press release
Published: 21 June 2023

Surrey researchers unravel the workings of a unique carbon capture technology

The UK can lead the way in technologies that effectively capture carbon dioxide and convert them into useful products such as hydrogen, says Dr Melis Duyar, an expert in carbon capture technology from the University of Surrey.  

The comments come after Surrey's research team conducted a first-of-its-kind experiment to understand how their new technology, which uses a switchable dual-function material (DFM), captures and converts carbon dioxide (CO2) into green fuels or useful industrial chemicals. 

The Surrey team’s switchable DFM, “NiRuNa/CeAl “, consists of nanoparticles of a bimetallic alloy, in combination with a dispersed Na-based adsorbent. These elements are combined to create a unique material for capturing and converting CO2 in not just one, but three chemical reactions, offering versatility in an ever-changing energy landscape. 

Dr Melis Duyar, lead author of the study from the University of Surrey, said: 

"Pursuing advanced carbon capture technology is more than just the right thing to do for our planet—it's an exceptional opportunity for the UK to emerge as a global front-runner, leveraging the vast potential of green energy products born from this process. 

"We'll continue to apply the lessons learnt from this study and work with others in the higher education sector and industry to continue to mature this process."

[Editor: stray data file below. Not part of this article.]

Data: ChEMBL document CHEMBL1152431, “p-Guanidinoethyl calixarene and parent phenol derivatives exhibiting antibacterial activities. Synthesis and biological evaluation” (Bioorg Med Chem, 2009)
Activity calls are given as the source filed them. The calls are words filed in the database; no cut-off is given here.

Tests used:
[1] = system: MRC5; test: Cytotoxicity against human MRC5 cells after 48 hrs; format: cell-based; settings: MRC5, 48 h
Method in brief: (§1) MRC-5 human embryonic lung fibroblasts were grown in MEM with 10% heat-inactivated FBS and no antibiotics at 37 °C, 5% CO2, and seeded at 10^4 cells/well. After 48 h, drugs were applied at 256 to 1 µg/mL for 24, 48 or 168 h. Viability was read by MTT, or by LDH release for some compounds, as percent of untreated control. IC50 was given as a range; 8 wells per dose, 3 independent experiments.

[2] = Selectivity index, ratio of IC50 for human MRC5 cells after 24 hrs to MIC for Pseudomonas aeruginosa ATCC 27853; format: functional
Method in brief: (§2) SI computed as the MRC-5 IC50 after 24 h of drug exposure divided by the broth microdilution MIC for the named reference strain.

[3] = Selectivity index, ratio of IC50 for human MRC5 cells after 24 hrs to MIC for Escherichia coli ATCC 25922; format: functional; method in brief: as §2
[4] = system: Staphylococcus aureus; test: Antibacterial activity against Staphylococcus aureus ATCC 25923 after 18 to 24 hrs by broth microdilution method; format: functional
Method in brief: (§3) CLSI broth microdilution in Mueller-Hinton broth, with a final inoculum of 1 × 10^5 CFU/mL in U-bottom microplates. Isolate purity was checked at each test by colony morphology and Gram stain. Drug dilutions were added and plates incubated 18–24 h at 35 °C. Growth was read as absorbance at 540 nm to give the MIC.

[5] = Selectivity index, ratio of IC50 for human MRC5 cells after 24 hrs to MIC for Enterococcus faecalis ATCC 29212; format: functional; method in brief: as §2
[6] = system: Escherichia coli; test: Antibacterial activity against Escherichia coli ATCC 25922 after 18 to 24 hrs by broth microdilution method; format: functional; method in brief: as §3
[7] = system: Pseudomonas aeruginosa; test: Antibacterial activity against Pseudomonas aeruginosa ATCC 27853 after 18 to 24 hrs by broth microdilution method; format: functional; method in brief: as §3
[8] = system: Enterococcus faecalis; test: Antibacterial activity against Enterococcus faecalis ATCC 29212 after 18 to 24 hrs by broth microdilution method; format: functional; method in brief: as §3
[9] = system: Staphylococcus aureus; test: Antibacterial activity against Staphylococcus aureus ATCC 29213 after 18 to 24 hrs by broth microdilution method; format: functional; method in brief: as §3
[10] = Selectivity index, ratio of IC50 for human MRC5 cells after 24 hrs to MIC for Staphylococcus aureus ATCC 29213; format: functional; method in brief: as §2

Surrey researchers found that NiRuNa/CeAl can be used to capture CO2 in three important chemical reactions:  

  • CO2 methanation (converting CO2 into methane) – a process where CO2 is converted into methane*. It combines CO2 with hydrogen (H2) to produce methane (also called “synthetic natural gas”) and water. 

  • Reverse water-gas shift – a chemical process that involves the conversion of CO2 and H2 into carbon monoxide (CO) and water (H2O). This reaction can be used to make sustainable “synthesis gas” which is a mixture of CO and H2, that can be converted to a vast variety of chemicals using techniques that already exist within the chemical industry, moving us closer to a circular economy. 

  • Dry reforming of methane (DRM) – a chemical process that involves the conversion of methane and CO2 into “synthesis gas”, taking advantage of underutilised hydrocarbon resources such as biogas and offering opportunities for decarbonisation and CO2 recycling in the absence of green hydrogen. 


By using a technique called operando-DRIFTS-MS, the team were able to observe interactions of molecules with the surface of these unique dual-function materials while CO2 was being captured and while it was further converted to products via these 3 reactions. This allows researchers to determine what makes a DFM work, greatly advancing their ability to design high-performance materials. 

Dr Duyar continues: 

"Capturing and using carbon dioxide is key to reaching the ultimate goal of net zero by 2050. We now have a clearer understanding of how switchable DFMs are able to perform a multitude of reactions directly from captured CO2, which will help us improve the performance of these materials even more via rational design." 

The research has been published by the Journal of Materials Chemistry A. 

The University of Surrey offers a masters course in renewable energy systems

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